rig, this is such a simple, but excellent question that I often wondered about when I first started baking.
In my experience higher gluten flour can be puffier and maybe even rise a bit more, but often at the expense of a chewier and more sturdy crust. The effects are created by the flours extra strong and more intense gluten network formed during mixing and fermenting. Because of the stronger gluten network the dough has the ability to trap more air bubbles. This is why you get a more potential rise out of high gluten flour. Oils and other softeners such as bromate, sugar, soy flour, ascorbic acid, enzymes etc. can help to reduce this chewier texture to achieve the desired mouthfeel for your crust and make the best of both worlds. This is especially important when you are baking at lower temperatures like you would find in the typical pizzeria or in a home oven. People that cook in high temperature ovens can often get away with using much lower protein flours since the high heat tends to give more rise and a softer texture than a lower temperature oven, reducing the need for the extra gluten or additives.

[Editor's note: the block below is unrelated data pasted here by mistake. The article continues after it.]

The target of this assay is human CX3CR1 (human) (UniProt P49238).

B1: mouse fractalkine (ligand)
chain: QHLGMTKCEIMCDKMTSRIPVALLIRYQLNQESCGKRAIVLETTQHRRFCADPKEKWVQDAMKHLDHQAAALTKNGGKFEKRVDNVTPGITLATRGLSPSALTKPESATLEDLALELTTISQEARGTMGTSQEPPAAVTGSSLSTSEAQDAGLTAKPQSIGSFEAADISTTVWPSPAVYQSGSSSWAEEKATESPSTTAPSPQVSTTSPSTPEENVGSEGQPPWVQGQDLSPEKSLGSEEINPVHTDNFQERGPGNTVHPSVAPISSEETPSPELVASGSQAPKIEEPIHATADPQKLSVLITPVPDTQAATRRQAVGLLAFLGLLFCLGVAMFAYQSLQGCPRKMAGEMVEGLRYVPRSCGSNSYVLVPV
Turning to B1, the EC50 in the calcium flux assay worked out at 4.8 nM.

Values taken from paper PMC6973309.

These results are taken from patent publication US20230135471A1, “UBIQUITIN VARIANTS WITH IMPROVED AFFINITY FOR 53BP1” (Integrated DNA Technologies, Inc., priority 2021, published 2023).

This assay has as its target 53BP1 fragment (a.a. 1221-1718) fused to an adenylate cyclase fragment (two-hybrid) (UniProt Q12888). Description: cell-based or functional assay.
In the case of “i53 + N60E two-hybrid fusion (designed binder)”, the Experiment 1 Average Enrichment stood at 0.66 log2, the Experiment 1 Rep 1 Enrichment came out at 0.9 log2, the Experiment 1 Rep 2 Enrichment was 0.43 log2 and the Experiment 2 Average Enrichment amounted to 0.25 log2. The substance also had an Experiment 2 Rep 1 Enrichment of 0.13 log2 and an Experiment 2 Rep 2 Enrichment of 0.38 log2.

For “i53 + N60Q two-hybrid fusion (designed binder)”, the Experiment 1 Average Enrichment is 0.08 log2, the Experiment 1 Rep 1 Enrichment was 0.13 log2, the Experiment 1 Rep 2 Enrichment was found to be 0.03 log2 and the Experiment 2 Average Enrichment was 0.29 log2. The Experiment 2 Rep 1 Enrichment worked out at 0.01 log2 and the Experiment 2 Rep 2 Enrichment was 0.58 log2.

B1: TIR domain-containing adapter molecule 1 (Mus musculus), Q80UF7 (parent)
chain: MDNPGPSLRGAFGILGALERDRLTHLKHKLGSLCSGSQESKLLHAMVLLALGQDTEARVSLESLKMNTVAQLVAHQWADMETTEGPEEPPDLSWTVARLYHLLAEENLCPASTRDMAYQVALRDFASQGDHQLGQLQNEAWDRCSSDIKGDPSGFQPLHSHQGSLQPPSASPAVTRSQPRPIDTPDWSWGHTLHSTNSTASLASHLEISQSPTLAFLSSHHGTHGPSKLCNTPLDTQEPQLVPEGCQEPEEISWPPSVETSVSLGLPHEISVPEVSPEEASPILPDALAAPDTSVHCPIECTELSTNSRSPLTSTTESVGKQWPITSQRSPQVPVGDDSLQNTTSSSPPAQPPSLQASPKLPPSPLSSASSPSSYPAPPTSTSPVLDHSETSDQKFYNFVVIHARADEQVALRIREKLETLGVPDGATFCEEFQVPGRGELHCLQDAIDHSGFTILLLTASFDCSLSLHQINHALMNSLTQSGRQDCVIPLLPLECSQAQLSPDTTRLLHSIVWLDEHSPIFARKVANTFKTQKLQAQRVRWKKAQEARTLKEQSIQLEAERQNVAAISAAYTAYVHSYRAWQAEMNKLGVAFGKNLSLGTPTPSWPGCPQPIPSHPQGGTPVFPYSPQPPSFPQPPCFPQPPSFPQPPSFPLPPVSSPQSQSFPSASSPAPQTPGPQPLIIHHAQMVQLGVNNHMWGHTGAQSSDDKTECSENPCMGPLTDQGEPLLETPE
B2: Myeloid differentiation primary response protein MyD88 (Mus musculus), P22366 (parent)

I must also point out that many other factors usually involved in mixing fermenting or handling can cause any flour to be extra chewy or puffy or not.
I have not noticed a huge difference in taste between higher and lower gluten flours, but I have read that lower tends to taste better. I find that the flavors of char, fermentation, or wild yeasts will always outshine the slight differences in flavor created by flour.